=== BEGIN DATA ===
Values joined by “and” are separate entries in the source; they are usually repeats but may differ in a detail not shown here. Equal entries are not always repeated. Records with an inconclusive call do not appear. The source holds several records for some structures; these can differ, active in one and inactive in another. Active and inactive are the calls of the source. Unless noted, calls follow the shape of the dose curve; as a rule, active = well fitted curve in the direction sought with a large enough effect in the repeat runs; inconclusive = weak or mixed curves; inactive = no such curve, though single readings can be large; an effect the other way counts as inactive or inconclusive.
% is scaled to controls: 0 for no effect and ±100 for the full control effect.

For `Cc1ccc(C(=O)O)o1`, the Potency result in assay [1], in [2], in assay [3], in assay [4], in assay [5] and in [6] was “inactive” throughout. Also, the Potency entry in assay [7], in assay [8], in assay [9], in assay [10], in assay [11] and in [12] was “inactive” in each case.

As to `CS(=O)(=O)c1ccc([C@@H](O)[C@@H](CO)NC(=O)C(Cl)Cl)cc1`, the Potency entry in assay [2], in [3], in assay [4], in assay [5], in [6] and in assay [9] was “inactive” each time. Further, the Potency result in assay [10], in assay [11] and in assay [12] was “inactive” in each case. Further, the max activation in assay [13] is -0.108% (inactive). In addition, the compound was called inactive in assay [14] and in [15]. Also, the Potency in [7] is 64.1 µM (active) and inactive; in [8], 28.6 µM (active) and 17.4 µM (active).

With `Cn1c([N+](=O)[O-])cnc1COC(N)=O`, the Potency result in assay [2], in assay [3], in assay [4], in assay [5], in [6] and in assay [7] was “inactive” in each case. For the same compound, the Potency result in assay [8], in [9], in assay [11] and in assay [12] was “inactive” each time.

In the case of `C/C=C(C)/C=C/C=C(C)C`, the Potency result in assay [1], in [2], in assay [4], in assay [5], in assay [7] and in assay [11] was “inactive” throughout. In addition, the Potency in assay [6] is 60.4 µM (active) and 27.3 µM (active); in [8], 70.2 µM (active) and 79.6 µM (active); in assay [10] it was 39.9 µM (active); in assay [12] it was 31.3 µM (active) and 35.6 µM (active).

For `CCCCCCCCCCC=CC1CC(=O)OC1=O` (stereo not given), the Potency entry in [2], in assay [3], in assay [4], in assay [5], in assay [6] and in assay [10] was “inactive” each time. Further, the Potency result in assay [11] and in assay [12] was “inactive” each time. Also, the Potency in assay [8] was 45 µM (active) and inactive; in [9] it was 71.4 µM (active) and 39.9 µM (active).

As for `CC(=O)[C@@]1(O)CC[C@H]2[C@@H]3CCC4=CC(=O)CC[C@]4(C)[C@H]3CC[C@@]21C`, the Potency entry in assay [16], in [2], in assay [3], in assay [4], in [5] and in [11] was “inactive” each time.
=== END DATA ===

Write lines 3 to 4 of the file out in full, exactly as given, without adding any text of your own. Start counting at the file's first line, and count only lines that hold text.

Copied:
For `Cc1ccc(C(=O)O)o1`, the Potency result in assay [1], in [2], in assay [3], in assay [4], in assay [5] and in [6] was “inactive” throughout. Also, the Potency entry in assay [7], in assay [8], in assay [9], in assay [10], in assay [11] and in [12] was “inactive” in each case.

As to `CS(=O)(=O)c1ccc([C@@H](O)[C@@H](CO)NC(=O)C(Cl)Cl)cc1`, the Potency entry in assay [2], in [3], in assay [4], in assay [5], in [6] and in assay [9] was “inactive” each time. Further, the Potency result in assay [10], in assay [11] and in assay [12] was “inactive” in each case. Further, the max activation in assay [13] is -0.108% (inactive). In addition, the compound was called inactive in assay [14] and in [15]. Also, the Potency in [7] is 64.1 µM (active) and inactive; in [8], 28.6 µM (active) and 17.4 µM (active).